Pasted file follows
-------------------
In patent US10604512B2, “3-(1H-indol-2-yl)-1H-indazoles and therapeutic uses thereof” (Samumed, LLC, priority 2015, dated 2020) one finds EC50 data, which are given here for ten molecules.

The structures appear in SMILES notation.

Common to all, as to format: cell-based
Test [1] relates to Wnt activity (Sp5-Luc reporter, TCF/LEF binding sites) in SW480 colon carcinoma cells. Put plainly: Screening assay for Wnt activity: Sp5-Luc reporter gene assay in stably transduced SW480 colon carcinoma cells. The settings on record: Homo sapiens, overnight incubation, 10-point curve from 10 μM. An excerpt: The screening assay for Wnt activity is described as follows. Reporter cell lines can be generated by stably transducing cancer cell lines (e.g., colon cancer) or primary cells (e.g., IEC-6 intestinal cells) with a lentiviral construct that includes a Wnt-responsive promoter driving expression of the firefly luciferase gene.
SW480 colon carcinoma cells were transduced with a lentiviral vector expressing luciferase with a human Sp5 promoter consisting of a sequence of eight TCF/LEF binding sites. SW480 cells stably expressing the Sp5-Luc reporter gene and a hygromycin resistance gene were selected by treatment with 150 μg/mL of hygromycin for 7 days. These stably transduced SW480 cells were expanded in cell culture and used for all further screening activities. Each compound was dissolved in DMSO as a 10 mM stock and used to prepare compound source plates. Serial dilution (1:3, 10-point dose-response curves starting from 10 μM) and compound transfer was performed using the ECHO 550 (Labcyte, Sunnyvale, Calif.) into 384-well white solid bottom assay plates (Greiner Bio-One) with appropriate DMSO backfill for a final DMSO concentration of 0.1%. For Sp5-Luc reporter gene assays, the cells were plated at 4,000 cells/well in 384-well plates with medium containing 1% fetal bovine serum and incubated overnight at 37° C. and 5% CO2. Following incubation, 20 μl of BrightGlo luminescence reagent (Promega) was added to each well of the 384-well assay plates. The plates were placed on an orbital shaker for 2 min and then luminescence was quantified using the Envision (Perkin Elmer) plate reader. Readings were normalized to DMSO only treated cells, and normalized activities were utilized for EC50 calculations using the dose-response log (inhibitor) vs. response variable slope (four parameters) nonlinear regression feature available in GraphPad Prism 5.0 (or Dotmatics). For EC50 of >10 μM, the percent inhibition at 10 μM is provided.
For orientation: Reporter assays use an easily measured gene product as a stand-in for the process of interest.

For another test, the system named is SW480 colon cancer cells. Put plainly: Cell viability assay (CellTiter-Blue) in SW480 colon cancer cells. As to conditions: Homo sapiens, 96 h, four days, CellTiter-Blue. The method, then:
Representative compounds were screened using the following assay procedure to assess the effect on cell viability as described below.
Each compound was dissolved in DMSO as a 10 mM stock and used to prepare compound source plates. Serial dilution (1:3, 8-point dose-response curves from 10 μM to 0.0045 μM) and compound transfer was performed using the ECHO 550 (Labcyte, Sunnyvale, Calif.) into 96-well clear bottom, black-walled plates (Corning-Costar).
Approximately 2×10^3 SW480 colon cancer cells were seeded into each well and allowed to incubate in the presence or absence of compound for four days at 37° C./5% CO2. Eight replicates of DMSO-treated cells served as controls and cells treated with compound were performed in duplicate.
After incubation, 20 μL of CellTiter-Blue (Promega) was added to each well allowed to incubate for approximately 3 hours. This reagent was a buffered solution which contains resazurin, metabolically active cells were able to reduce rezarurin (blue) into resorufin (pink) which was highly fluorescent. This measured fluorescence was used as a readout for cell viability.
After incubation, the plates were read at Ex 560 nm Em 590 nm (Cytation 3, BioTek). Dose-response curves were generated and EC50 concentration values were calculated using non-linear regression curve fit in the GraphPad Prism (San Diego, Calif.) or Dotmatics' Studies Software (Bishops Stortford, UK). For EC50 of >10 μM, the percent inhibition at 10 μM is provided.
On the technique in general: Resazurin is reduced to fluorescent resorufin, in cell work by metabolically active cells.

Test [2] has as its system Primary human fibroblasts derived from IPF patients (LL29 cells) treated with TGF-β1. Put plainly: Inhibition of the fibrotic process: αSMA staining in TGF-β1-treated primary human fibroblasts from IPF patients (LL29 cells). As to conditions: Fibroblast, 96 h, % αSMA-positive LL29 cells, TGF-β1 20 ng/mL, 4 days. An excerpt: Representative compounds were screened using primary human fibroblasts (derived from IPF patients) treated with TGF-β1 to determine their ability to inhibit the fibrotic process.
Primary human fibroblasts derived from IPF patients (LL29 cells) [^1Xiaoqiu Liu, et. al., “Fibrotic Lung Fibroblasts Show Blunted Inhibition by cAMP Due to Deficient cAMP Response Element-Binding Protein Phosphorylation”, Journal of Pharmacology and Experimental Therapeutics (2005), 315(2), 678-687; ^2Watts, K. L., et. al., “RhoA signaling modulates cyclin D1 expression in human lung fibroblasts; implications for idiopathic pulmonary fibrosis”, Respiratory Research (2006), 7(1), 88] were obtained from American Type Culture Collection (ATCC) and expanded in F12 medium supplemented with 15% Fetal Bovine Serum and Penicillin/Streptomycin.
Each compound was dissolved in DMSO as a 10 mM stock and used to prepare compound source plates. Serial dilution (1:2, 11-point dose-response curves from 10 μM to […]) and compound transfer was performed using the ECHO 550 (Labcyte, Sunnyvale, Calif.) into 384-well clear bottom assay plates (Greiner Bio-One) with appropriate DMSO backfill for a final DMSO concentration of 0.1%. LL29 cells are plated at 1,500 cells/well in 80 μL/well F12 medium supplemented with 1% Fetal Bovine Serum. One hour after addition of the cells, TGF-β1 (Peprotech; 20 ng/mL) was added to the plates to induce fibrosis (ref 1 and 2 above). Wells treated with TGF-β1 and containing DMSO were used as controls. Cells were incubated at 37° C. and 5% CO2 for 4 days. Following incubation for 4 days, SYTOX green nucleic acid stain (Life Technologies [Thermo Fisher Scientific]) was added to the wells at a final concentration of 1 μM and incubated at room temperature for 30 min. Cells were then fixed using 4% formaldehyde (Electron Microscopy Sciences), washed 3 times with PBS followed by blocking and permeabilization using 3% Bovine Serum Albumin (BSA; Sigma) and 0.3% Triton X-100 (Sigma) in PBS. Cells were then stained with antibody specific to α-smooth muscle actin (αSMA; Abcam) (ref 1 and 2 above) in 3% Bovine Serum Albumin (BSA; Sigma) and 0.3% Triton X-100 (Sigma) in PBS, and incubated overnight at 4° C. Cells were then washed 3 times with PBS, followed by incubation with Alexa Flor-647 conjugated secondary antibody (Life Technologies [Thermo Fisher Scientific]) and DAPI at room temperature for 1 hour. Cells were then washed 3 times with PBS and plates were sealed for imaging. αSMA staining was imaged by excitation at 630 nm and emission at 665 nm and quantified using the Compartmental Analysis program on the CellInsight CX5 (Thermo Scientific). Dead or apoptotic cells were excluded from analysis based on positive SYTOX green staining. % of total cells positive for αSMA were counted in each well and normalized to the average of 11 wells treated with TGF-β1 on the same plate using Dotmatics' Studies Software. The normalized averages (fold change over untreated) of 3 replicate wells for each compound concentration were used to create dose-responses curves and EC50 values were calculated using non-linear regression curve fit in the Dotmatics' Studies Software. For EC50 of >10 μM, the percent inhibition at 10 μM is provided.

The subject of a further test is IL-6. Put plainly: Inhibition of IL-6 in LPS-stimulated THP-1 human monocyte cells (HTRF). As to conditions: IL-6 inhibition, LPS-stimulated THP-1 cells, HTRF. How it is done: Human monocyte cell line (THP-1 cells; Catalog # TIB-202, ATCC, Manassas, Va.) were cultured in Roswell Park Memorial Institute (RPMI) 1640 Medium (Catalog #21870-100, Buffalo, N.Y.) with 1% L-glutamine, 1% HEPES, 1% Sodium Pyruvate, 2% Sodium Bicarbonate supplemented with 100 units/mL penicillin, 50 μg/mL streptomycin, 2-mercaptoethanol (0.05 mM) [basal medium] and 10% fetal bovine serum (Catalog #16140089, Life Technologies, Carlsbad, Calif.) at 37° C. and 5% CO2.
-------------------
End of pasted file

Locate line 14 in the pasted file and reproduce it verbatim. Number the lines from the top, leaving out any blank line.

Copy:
Test [2] has as its system Primary human fibroblasts derived from IPF patients (LL29 cells) treated with TGF-β1. Put plainly: Inhibition of the fibrotic process: αSMA staining in TGF-β1-treated primary human fibroblasts from IPF patients (LL29 cells). As to conditions: Fibroblast, 96 h, % αSMA-positive LL29 cells, TGF-β1 20 ng/mL, 4 days. An excerpt: Representative compounds were screened using primary human fibroblasts (derived from IPF patients) treated with TGF-β1 to determine their ability to inhibit the fibrotic process.